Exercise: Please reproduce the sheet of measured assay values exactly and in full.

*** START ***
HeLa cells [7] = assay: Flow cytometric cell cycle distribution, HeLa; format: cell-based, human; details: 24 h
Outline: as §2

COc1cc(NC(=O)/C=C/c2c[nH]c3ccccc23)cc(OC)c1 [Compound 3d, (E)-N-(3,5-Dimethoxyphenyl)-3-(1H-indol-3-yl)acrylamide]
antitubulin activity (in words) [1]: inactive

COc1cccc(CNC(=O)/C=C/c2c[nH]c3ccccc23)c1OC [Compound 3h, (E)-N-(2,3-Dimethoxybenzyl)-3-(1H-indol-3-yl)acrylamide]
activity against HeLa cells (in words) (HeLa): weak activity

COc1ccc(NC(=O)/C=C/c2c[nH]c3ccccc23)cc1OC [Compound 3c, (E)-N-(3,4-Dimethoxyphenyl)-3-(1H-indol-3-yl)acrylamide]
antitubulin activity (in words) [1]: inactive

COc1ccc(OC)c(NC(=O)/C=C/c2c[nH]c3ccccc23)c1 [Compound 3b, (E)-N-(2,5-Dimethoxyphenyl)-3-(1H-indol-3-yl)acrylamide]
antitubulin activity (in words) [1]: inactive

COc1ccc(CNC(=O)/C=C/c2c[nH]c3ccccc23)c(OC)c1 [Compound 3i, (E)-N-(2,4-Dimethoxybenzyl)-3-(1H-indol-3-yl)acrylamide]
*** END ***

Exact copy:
HeLa cells [7] = assay: Flow cytometric cell cycle distribution, HeLa; format: cell-based, human; details: 24 h
Outline: as §2

COc1cc(NC(=O)/C=C/c2c[nH]c3ccccc23)cc(OC)c1 [Compound 3d, (E)-N-(3,5-Dimethoxyphenyl)-3-(1H-indol-3-yl)acrylamide]
antitubulin activity (in words) [1]: inactive

COc1cccc(CNC(=O)/C=C/c2c[nH]c3ccccc23)c1OC [Compound 3h, (E)-N-(2,3-Dimethoxybenzyl)-3-(1H-indol-3-yl)acrylamide]
activity against HeLa cells (in words) (HeLa): weak activity

COc1ccc(NC(=O)/C=C/c2c[nH]c3ccccc23)cc1OC [Compound 3c, (E)-N-(3,4-Dimethoxyphenyl)-3-(1H-indol-3-yl)acrylamide]
antitubulin activity (in words) [1]: inactive

COc1ccc(OC)c(NC(=O)/C=C/c2c[nH]c3ccccc23)c1 [Compound 3b, (E)-N-(2,5-Dimethoxyphenyl)-3-(1H-indol-3-yl)acrylamide]
antitubulin activity (in words) [1]: inactive

COc1ccc(CNC(=O)/C=C/c2c[nH]c3ccccc23)c(OC)c1 [Compound 3i, (E)-N-(2,4-Dimethoxybenzyl)-3-(1H-indol-3-yl)acrylamide]